A fashion trend where an article of clothing is filled with a repetitive pattern of a brand's monogrammed logos.

Logomania is a fashion trend that shows it’s presence on many popular designer items such as Louis Vuitton, Fendi and Dior. This trend has been popular since it first saw the light in the 1980’s. However, due to the Y2K (Year 2000) aesthetic coming back to style, the rise of consumerism and “flex culture”, it is now skyrocketing. People from a mile a way can recognize a brand by the repetitive label that covers the garment. Not only is logomania a great way to advertise a brand but the versatility of the trend allows one to wear it in a multitude of ways. You can rock this trend by wearing logomania accented pieces or go all out and wear it head to toe. Going forward, it’s important to know the mastermind behind this creative movement: Dapper Dan.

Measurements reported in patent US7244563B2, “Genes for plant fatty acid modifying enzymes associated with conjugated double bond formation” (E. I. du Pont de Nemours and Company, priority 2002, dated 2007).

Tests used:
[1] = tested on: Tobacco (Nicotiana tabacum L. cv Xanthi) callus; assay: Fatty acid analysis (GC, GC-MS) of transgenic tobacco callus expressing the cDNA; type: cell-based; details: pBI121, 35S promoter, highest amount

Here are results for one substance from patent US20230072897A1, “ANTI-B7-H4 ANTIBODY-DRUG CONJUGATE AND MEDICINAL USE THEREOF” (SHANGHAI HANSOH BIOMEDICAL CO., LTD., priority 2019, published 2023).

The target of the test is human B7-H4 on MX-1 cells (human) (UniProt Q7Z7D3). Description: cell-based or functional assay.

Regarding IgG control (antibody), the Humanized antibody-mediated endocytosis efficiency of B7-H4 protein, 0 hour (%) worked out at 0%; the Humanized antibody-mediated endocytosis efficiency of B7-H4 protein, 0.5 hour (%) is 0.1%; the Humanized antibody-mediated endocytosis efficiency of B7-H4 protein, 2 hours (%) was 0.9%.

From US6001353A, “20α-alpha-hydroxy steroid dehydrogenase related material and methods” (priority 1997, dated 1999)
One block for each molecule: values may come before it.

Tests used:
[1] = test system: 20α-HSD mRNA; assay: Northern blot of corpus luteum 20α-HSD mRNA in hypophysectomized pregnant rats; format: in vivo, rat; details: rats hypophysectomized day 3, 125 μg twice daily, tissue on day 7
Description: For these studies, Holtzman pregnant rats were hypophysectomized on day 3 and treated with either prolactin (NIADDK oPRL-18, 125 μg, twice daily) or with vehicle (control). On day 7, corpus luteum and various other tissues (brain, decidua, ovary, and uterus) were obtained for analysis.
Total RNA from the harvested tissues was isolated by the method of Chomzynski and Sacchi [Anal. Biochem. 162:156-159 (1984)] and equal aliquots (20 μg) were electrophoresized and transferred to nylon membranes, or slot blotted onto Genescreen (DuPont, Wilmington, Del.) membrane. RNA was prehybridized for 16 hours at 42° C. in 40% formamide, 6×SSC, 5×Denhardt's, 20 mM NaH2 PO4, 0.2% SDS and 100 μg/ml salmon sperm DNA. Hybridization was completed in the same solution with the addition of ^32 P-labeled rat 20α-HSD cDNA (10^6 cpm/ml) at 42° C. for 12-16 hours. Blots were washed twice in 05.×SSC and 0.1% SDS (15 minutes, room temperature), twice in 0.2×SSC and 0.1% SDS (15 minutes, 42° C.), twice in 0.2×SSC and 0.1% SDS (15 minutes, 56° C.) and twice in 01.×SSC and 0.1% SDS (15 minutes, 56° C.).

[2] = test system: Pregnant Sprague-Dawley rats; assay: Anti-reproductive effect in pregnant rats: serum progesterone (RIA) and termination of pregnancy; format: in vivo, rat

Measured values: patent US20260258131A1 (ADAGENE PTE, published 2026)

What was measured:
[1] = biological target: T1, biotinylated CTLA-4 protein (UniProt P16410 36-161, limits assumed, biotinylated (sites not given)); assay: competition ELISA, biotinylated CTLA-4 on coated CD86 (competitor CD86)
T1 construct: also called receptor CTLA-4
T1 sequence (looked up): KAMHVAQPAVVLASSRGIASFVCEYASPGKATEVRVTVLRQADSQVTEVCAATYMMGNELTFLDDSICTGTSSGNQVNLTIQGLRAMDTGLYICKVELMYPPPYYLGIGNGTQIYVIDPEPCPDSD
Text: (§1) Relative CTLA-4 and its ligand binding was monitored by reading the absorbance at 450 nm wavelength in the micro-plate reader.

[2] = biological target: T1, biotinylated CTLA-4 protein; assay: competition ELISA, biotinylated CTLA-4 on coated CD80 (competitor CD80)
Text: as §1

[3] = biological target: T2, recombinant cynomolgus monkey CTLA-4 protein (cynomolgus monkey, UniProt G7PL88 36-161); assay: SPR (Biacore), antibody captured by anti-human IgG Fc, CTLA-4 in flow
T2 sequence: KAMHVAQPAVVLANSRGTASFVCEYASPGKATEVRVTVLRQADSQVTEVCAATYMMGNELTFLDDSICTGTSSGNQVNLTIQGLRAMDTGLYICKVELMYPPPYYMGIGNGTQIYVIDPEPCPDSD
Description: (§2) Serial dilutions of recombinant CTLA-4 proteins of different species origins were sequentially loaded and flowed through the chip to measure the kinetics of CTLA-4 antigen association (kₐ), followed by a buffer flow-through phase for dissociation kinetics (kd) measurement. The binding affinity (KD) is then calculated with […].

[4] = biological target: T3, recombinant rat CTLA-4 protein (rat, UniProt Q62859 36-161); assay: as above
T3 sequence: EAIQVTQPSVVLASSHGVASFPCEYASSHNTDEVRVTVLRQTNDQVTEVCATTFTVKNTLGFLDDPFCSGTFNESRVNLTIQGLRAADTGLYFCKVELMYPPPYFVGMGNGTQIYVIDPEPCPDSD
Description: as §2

Dapper Dan sitting down take by Renell Medrano for Gucci

It all started in Harlem, New York where Daniel Day, also known as Dapper Dan opened up his boutique on East 125th street. His attempts at being a wholesaler failed due to blatant prejudice being expressed towards him in his area. Not only did people refuse to do business with him, but they refused to provide him with the materials he needed such as fur and textiles. In efforts to overcome this obstacle, Day learned the ins and outs of the fashion industry. Doing this aided Day with the freedom to independently create his own work of art. He used logo prints from high end brands such as Gucci, Fendi and Louis Vuitton to create enhanced car interiors, clothing items, boxing gloves and any other items that one can use to express their personal style. Another creative act that he pursued was taking apart logomania printed bags to turn them into clothing pieces. To call Day’s work a “knock-off” would be disrespectful in his eyes. Dapper Dan believed that the luxury feel, creativity and affordable prices that his pieces provided aligned more with the term “knock-ups”.